Fun Activities for Seniors with Limited Mobility
If you or a loved one struggle with limited mobility, you might struggle to perform the things you once enjoyed. But, even with the loss of movement, there are many activities for seniors that promote mental, physical, and social wellbeing.
Loss of mobility doesn’t mean you can’t enjoy yourself. After all, there are so many ways to have a good time!
So don’t let the aging process stop you from living your best life! These ten activities are perfect for older adults with limited mobility.
Many of us are guilty of keeping a book on the nightstand or coffee table and telling ourselves, “I’ll read this soon.”
If you have the time, why not read at least one chapter a day?
Reading is one of the most beneficial activities for seniors because it boosts memory, lowers stress, promotes quality sleep, and slows cognitive decline.
Plus, technology like audiobook apps makes reading possible for more people. Audiobooks offer a solution for those with diminished vision.
If you prefer the convenience of ebooks, there are many options for affordable, senior-friendly tablets that are easy to set up and use.
Joining or organizing a book club with friends is one way to motivate yourself to read more. Plus, it’s an excellent opportunity for regular socialization.
Find a new hobby or indulge in a favorite past time
Is something you’ve always wanted to learn, such as a new language? What better time to do it than retirement?
If you want to learn a foreign language, there are several apps to choose from. Currently, one of the most popular language-learning apps on the market is Duolingo, and it’s easy to set up and use.
Plus, Duolingo and other apps send daily notifications, so you stay consistent and stick with your new goal.
If learning a language isn’t on your list, there are countless other ideas for those with limited mobility, like:
- Indoor or container gardening
- Learning to play an instrument
Like reading, learning something new keeps your mind sharp and alleviates boredom. Besides, you might surprise yourself by liking something you’d never thought you would!
Get active, even with limited mobility
Just because you don’t get around as well as you used to, doesn’t mean you shouldn’t stay active. It’s just a matter of finding the right activity.
Regular exercise is proven to improve your range of motion, balance, mood, and overall quality of life. Over time, your mobility might increase!
You don’t always have to stand up or leave the house to participate in physical activity. There are many indoor exercises for seniors you can try in a chair or with a walker. You can even find routines to ease swelling for certain body groups.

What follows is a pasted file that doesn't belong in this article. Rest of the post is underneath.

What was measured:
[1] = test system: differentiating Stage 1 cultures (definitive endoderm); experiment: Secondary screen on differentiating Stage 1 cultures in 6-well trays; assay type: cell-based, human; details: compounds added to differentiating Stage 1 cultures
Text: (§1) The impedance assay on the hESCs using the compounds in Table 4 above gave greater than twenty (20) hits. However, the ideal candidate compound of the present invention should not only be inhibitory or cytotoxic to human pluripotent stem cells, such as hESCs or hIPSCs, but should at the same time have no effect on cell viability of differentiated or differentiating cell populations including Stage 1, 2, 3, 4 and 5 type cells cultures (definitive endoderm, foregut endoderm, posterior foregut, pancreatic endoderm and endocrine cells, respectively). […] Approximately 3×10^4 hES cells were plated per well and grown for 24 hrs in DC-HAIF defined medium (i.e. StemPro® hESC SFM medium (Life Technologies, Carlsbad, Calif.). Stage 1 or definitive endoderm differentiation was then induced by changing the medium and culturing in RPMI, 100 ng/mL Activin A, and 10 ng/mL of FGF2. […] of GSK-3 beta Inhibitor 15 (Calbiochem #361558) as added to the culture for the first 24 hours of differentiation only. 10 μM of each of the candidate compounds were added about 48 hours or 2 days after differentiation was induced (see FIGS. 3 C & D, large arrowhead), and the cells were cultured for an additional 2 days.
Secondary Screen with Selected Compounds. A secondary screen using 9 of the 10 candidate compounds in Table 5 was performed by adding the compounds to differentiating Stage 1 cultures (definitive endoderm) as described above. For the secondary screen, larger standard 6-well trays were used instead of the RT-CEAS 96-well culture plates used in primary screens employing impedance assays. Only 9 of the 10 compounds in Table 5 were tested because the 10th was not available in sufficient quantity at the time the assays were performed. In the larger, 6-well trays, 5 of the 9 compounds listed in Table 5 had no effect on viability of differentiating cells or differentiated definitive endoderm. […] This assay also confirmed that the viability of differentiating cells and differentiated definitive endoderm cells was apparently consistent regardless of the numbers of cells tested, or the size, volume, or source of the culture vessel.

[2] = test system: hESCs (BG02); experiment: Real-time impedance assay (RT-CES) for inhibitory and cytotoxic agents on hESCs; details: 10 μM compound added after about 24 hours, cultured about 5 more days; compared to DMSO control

There are so many options to suit a variety of physical conditions, so there’s no reason not to find one for you.
For example, low-intensity workouts like water aerobics get you moving without putting too much pressure on your body. It’s also great to meet new people!
Unleash your creativity
The first rule about creativity is that anybody can do it. It’s only you who’s holding you back.
So when looking for fun activities for seniors, don’t be afraid just because you think you’ll be bad at it. It’s essential to explore your options. You may as well, right?
There are many ways to get creative, such as:
- Making scrapbooks
- Making mobiles or windchimes with items around the house
- Organizing family photos
- Compiling a book of family recipes
Remember, creativity comes in many forms. If you prefer, take up writing. Pen letters, poems, short stories, jokes, or anything you’d like!
Use your time in retirement to finally write your memoirs, start a journal or specific stories you would like to share with future generations.
Writing preserves the past and an invaluable way to protect your memory.
Studies show that participating in creative activities alleviates negative emotions and boosts positive ones in those struggling with chronic illness. Additionally, it effectively lowers stress and can benefit some medical issues.
Get some fresh air
Whether it’s sitting on your porch or a nearby park, go outside and surround yourself with some greenery. Getting in touch with nature promotes relaxation and can improve your mood.
If problems with mobility make getting outdoors difficult, even sitting next to a sunny window, getting fresh air, or looking at the scenery can be a huge benefit.
Activities such as seated yoga or gardening are two ways you can enjoy your time outside. Although kneeling and bending may pose an issue, raised garden beds and potted gardens can ease this problem.